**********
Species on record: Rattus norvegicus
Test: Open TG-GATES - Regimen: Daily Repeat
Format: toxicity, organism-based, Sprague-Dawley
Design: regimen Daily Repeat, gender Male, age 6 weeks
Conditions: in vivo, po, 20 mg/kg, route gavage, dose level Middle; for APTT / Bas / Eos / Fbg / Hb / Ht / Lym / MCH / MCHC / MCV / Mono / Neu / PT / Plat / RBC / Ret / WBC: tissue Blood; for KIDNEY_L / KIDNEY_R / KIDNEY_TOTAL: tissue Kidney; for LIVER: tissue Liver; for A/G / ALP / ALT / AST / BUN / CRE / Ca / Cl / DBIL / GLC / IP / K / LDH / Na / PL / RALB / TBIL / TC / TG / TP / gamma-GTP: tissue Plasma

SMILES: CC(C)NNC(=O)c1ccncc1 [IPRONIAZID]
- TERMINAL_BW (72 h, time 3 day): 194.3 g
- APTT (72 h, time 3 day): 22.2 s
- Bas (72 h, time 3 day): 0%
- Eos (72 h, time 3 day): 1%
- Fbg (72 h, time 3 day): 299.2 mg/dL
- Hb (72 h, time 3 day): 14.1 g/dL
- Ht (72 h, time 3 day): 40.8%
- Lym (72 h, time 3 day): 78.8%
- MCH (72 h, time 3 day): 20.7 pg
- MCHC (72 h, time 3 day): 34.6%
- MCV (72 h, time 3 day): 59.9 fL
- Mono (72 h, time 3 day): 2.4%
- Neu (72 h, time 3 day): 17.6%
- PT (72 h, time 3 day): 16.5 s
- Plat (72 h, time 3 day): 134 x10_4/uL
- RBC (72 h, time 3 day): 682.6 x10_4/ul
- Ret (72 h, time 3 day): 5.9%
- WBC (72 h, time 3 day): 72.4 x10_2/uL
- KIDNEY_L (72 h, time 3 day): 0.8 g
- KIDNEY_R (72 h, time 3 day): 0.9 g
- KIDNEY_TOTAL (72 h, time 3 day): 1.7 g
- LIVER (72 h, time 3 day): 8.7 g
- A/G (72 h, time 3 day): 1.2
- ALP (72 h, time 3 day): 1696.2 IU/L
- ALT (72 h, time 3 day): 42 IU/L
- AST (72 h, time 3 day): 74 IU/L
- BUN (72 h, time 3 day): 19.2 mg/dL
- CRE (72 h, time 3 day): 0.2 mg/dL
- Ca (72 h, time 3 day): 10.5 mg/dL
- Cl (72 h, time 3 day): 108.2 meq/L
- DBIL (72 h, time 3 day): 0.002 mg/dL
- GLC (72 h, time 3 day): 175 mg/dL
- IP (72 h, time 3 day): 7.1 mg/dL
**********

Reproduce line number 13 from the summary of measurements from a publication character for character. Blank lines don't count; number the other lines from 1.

- Ht (72 h, time 3 day): 40.8%